MOLECULAR BIOLOGY: A Microbial Mystery

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Science  12 Jan 2007:
Vol. 315, Issue 5809, pp. 163a
DOI: 10.1126/science.315.5809.163a

One consequence of the widespread access to DNA sequencing machines and the accompanying proliferation of genomes and genes is a renewed focus on RNA. As the most labile and hard-to-handle biological polymer, it had been valued primarily as a carrier (messenger RNA and transfer RNA) of information or as a structural, and occasionally functional, macromolecule (ribosomal RNA). Noncoding RNAs of the micro and small interfering kinds have taken center stage recently, along with riboswitches, which exhibit small molecule-induced conformational changes that regulate gene expression.

Puerta-Fernandez et al. have identified a large noncoding RNA (approximately 600 nucleotides in length) on the basis of a sequence that is highly conserved across 15 microbes that inhabit harsh environments (defined as extremes of pH, salt, or temperature). A consensus model of secondary structure reveals conserved regions within loops and bulges, suggesting that there are likely to be functional constraints on its tertiary structure, though what this function might be is a mystery. Nearby genes do not fall into a single type of metabolic pathway, but immediately downstream in 14 out of the 15 bacterial genomes is a putative membrane protein that may form a complex with this enigmatic RNA. — GJC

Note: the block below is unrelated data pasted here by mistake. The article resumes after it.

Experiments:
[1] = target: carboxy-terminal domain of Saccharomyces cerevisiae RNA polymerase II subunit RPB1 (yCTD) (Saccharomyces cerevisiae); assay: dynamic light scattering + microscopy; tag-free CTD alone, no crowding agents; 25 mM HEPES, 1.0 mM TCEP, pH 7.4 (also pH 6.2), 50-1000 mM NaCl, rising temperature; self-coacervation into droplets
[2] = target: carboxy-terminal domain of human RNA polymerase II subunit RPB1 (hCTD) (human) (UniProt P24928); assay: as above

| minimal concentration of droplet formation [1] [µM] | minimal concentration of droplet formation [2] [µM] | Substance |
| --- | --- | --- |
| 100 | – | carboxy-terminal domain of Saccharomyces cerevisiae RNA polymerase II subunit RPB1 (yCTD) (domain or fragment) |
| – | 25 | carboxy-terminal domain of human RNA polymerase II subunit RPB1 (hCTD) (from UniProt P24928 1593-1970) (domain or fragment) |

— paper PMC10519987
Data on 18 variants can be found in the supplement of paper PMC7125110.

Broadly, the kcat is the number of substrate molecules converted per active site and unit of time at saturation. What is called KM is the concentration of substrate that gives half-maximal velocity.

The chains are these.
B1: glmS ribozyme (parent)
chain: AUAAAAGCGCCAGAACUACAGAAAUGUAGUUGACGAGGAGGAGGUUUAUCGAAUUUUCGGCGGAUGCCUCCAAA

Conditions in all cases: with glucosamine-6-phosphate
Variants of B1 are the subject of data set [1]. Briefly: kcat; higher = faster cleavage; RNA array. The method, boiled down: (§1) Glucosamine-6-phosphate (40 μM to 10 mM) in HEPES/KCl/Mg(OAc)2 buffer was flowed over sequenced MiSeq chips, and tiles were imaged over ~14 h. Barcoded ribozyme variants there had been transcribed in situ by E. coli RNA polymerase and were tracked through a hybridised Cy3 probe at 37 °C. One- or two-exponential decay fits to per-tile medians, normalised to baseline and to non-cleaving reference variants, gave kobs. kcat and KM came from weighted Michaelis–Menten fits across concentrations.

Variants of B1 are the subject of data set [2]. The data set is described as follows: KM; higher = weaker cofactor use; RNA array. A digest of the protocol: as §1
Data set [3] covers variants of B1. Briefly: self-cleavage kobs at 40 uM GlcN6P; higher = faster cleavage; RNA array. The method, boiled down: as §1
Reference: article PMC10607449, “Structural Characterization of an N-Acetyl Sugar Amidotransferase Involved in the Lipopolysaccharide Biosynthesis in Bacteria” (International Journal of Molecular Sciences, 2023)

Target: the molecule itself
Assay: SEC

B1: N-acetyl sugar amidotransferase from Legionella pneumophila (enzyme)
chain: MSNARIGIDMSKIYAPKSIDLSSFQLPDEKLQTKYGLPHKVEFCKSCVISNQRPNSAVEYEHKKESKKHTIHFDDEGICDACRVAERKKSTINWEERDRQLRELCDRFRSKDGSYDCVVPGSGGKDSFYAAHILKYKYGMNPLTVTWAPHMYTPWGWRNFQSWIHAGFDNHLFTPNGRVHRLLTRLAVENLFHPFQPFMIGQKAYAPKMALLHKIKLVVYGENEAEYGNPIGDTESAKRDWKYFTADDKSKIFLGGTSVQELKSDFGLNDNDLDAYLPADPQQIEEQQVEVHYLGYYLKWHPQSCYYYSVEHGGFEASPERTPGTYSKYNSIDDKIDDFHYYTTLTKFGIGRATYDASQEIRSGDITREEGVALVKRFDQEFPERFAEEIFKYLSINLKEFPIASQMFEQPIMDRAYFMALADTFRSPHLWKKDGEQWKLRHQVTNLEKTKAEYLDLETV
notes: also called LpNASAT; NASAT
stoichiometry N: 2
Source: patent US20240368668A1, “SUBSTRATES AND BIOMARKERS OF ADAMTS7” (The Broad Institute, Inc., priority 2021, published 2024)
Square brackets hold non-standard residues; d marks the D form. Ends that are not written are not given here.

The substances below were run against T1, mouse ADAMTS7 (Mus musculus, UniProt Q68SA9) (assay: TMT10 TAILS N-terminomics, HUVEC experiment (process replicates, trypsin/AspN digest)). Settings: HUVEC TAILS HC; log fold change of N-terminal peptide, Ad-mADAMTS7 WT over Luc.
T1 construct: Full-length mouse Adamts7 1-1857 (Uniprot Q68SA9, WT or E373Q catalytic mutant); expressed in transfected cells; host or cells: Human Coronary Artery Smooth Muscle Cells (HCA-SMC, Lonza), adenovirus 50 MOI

Proc. Natl. Acad. Sci. U.S.A. 103, 19490 (2006).

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